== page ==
More specifically, our efforts at the Foreign Ministry focus on the following areas:

  1. Policy planning: Policy planning and implementation constitutes the first substantial step. In October 2020, the Council of Ministers approved the Action Plan for the integration of the gender dimension in our foreign policy. This is a steering document that includes relevant, targeted actions for implementation, such as the active, substantial and institutionalised participation of Cyprus in the formulation of policies relating to gender equality at the level of the European Union and of the United Nations, as well as the undertaking of actions at a regional level.
  1. Structures: Ultimately aiming towards horizontally integrating the gender dimension in all actions undertaken by the Foreign Ministry, a dedicated Unit has been established for Gender Mainstreaming in foreign policy, so as to allow for the gender perspective to be taken into consideration in most of the themes covered by the foreign policy of the Republic of Cyprus.
  1. Development and humanitarian policy: Particularly in the framework of development assistance and humanitarian policy, the Foreign Ministry actively supports and participates in a number of programmes and actions pertaining to women’s rights in neighbouring countries such as Jordan, Lebanon and Palestine, where specific programmes are being implemented.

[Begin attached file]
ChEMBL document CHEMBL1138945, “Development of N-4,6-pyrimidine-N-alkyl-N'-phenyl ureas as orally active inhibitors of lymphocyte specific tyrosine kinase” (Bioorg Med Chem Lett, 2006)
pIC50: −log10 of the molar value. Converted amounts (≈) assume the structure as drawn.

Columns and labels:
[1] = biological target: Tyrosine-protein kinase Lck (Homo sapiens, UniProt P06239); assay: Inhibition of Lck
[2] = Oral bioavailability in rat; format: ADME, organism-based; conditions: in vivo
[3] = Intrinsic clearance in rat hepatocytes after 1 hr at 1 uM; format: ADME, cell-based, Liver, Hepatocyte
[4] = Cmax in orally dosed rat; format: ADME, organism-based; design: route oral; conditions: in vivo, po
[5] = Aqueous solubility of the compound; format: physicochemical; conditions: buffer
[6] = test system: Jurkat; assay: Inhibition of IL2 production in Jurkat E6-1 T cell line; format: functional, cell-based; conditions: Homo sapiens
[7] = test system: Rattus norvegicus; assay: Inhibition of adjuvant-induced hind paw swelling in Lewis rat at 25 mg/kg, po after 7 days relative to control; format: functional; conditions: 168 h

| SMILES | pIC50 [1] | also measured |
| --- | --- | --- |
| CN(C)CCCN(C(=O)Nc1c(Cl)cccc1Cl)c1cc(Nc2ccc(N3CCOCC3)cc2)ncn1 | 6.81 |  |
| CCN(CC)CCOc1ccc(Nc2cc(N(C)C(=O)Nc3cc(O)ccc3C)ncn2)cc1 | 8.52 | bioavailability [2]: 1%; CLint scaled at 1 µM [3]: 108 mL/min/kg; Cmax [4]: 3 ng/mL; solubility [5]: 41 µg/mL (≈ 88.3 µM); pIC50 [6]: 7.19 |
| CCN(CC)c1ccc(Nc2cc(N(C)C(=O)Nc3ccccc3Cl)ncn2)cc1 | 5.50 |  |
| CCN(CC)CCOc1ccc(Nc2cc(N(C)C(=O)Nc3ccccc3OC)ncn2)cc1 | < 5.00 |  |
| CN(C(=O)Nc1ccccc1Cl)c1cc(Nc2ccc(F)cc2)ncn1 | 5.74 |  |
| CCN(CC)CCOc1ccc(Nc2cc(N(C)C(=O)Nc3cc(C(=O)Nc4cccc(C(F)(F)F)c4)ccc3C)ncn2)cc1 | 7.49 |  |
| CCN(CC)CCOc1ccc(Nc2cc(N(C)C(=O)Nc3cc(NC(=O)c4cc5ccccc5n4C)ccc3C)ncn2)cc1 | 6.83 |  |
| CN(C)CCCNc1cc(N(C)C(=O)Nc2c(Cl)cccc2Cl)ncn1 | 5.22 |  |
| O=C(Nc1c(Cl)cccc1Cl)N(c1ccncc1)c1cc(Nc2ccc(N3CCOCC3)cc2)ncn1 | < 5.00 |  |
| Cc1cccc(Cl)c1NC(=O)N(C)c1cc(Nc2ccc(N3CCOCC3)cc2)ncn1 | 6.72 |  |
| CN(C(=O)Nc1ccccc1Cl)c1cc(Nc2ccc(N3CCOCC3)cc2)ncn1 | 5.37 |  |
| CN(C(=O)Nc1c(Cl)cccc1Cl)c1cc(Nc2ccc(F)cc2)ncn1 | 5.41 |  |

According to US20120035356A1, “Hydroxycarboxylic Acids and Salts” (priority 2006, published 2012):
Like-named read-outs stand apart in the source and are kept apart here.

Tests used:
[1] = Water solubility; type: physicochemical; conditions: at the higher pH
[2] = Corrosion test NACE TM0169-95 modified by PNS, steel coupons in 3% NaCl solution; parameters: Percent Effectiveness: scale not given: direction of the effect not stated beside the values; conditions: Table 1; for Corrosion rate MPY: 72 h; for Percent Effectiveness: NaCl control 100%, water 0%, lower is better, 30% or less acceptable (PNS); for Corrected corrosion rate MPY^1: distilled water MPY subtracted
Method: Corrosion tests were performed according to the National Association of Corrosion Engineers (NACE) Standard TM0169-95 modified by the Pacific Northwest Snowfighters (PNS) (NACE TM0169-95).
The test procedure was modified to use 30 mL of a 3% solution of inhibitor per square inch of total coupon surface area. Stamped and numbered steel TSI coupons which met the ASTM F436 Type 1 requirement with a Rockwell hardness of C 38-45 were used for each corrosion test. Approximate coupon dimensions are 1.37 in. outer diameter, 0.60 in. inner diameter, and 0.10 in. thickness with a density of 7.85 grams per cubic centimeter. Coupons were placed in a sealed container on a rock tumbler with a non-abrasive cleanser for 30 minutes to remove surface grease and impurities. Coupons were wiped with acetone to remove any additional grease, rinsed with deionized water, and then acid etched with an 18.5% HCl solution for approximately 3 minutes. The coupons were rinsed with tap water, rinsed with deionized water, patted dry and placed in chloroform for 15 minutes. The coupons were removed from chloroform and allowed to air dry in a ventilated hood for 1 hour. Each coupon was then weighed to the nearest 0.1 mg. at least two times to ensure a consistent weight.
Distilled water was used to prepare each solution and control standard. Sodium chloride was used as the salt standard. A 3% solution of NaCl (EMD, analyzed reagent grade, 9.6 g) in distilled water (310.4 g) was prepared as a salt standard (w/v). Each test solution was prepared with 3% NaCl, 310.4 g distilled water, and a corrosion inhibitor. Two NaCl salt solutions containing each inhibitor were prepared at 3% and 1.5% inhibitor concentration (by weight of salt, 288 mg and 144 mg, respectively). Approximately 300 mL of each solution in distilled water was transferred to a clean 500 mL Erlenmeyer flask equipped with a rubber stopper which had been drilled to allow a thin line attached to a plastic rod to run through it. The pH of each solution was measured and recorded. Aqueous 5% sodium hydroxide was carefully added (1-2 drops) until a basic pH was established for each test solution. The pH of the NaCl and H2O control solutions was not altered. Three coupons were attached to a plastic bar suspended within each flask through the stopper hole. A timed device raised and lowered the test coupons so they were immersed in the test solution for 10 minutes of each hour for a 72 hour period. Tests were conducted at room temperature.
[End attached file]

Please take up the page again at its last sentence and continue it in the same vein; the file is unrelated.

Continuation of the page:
1. Participation: The Foreign Ministry takes part effectively and systematically at international meetings, high-level conferences and discussions, highlighting the importance of factoring in the gender dimension when addressing international challenges.
  1. Cooperation: Foreign Ministry actions could never overlook the aspect of enhancing bilateral cooperation when it comes to promoting gender equality. More specifically, in cooperation with the Norwegian Foreign Ministry, we are planning for September 2021, to undertake a joint action that involves the exchange of know-how and expertise in relation to the implementation of resolution 1325, ‘Women, Peace and Security’. At the same time, we are holding discussions with the Spanish Foreign Ministry with a view to planning actions pertaining to the promotion of women’s rights. We are engaged in similar discussions with a view to enhancing cooperation and undertaking joint action with other EU countries too.